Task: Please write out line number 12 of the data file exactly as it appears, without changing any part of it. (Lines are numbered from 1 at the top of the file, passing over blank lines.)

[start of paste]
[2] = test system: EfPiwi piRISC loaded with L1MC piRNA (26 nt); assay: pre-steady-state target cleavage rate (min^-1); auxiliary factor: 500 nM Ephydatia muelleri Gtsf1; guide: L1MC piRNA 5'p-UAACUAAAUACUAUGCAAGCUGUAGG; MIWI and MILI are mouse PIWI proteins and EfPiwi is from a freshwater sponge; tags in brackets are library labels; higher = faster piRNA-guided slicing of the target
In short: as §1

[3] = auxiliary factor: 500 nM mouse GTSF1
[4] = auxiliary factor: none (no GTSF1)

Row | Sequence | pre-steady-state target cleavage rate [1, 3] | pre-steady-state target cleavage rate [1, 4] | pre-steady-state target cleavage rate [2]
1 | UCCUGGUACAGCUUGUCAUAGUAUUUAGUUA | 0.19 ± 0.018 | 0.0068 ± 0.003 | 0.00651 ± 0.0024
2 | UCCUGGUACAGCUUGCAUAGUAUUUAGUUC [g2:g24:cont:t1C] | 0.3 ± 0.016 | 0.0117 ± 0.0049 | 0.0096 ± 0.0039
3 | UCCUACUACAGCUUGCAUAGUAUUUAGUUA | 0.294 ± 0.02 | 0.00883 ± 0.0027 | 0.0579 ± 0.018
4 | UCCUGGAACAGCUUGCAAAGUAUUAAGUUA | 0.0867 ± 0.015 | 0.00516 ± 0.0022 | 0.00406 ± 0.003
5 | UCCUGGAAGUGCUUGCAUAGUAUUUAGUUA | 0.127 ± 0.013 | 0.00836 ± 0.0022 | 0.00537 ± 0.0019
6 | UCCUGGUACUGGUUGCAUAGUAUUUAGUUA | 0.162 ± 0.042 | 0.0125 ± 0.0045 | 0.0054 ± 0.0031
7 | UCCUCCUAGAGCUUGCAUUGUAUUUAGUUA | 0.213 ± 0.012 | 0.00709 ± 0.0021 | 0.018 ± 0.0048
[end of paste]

7 | UCCUCCUAGAGCUUGCAUUGUAUUUAGUUA | 0.213 ± 0.012 | 0.00709 ± 0.0021 | 0.018 ± 0.0048